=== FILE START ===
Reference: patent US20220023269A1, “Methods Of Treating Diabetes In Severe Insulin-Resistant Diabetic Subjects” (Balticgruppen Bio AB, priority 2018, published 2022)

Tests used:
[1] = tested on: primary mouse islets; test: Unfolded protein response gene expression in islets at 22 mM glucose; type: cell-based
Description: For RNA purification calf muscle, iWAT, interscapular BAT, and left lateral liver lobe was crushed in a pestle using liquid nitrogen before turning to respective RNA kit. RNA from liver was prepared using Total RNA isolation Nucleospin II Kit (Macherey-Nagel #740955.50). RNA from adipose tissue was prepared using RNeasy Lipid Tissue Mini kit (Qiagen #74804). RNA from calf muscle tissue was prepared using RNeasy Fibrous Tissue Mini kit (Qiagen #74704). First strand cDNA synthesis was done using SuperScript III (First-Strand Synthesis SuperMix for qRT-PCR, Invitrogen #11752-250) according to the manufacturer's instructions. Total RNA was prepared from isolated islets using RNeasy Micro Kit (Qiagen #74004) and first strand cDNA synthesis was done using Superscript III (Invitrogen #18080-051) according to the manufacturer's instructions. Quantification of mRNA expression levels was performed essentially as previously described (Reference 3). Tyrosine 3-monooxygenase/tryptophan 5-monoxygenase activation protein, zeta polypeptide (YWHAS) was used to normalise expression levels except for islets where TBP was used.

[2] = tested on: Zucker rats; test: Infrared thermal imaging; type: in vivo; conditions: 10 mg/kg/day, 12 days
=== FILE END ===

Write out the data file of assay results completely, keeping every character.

Reference: patent US20220023269A1, “Methods Of Treating Diabetes In Severe Insulin-Resistant Diabetic Subjects” (Balticgruppen Bio AB, priority 2018, published 2022)

Tests used:
[1] = tested on: primary mouse islets; test: Unfolded protein response gene expression in islets at 22 mM glucose; type: cell-based
Description: For RNA purification calf muscle, iWAT, interscapular BAT, and left lateral liver lobe was crushed in a pestle using liquid nitrogen before turning to respective RNA kit. RNA from liver was prepared using Total RNA isolation Nucleospin II Kit (Macherey-Nagel #740955.50). RNA from adipose tissue was prepared using RNeasy Lipid Tissue Mini kit (Qiagen #74804). RNA from calf muscle tissue was prepared using RNeasy Fibrous Tissue Mini kit (Qiagen #74704). First strand cDNA synthesis was done using SuperScript III (First-Strand Synthesis SuperMix for qRT-PCR, Invitrogen #11752-250) according to the manufacturer's instructions. Total RNA was prepared from isolated islets using RNeasy Micro Kit (Qiagen #74004) and first strand cDNA synthesis was done using Superscript III (Invitrogen #18080-051) according to the manufacturer's instructions. Quantification of mRNA expression levels was performed essentially as previously described (Reference 3). Tyrosine 3-monooxygenase/tryptophan 5-monoxygenase activation protein, zeta polypeptide (YWHAS) was used to normalise expression levels except for islets where TBP was used.

[2] = tested on: Zucker rats; test: Infrared thermal imaging; type: in vivo; conditions: 10 mg/kg/day, 12 days